Bird honed his talents in one of the most rigorous basketball arenas, the celebrated Hoosier region where the sport reigns supreme. At Springs Valley High School in French Lick he played guard during his sophomore and junior years. He showed no spectacular ability at the time, and at six-foot-three he was not especially tall. Then fate— or rather, biology—intervened. By his senior year Bird had grown four inches. Almost overnight he had become an impressive physical specimen while retaining his agility and hustle. His senior year he averaged 30.6 points and 20 rebounds per game, and college scouts from all over the East flocked to see him play. He was actively pursued by a number of universities, but he decided to stay in state, entering Indiana University (of Bobby Knight fame) in the fall of 1974.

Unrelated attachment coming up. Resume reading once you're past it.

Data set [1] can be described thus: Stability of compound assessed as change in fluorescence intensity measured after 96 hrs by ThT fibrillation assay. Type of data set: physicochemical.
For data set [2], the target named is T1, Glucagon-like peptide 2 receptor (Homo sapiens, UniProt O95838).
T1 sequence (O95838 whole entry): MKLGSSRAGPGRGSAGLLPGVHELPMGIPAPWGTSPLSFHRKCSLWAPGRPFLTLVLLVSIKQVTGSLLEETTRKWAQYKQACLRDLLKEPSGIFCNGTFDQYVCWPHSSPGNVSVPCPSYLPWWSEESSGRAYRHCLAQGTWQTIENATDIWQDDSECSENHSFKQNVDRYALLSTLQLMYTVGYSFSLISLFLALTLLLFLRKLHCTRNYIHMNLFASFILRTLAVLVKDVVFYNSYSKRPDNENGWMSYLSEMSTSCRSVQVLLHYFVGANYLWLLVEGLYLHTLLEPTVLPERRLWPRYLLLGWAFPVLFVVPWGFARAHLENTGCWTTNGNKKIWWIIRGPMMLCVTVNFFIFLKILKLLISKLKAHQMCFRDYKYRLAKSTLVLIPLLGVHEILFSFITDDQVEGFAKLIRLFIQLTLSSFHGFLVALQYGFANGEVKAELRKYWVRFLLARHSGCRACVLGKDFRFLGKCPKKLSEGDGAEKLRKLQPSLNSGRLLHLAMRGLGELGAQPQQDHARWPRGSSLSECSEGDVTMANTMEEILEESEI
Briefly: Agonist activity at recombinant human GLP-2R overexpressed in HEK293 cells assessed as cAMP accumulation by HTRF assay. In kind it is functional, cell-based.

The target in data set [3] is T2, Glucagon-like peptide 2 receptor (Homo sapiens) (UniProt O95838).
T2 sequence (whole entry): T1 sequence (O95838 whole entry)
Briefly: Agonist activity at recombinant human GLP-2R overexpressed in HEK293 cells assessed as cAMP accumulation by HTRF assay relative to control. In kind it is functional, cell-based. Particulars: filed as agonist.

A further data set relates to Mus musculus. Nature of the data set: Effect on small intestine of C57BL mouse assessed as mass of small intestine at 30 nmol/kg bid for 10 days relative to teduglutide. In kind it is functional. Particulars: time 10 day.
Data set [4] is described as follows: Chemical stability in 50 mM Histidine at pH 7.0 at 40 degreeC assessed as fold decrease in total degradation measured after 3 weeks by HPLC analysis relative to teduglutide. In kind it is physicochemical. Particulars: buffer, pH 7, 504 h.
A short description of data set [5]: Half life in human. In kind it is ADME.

Bird lasted only twenty-four days at Indiana University. He was overwhelmed by the size and impersonality of the school, so he quickly returned to French Lick and entered junior college there. Within two months he had dropped out of that college as well and had entered into a brief and unhappy marriage. In order to support himself and his daughter, born after the marriage had dissolved, Bird took a job with the City Department of French Lick. He drove a garbage truck and helped to maintain parks and roads in the district. Such work may have seemed a low point to some people, but Bird told Sports Illustrated that he actually enjoyed it. "I loved that job," he said. "It was outdoors, you were around your friends. Picking up brush, cleaning it up. I felt like I was really accomplishing something. How many times are you riding around your town and you say to yourself, Why don't they fix that? Why don't they clean the streets up? And here I had the chance to do that. I had the chance to make my community look better."